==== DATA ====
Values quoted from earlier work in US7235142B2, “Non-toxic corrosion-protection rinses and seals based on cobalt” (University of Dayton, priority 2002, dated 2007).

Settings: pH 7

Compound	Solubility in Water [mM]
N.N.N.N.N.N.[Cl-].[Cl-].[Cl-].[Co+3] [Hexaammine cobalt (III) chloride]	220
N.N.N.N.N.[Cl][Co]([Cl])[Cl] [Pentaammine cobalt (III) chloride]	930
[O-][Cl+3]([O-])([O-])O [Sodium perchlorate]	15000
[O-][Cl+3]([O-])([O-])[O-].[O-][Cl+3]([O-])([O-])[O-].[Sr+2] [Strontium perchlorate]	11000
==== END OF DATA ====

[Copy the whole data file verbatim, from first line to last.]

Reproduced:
Values quoted from earlier work in US7235142B2, “Non-toxic corrosion-protection rinses and seals based on cobalt” (University of Dayton, priority 2002, dated 2007).

Settings: pH 7

Compound	Solubility in Water [mM]
N.N.N.N.N.N.[Cl-].[Cl-].[Cl-].[Co+3] [Hexaammine cobalt (III) chloride]	220
N.N.N.N.N.[Cl][Co]([Cl])[Cl] [Pentaammine cobalt (III) chloride]	930
[O-][Cl+3]([O-])([O-])O [Sodium perchlorate]	15000
[O-][Cl+3]([O-])([O-])[O-].[O-][Cl+3]([O-])([O-])[O-].[Sr+2] [Strontium perchlorate]	11000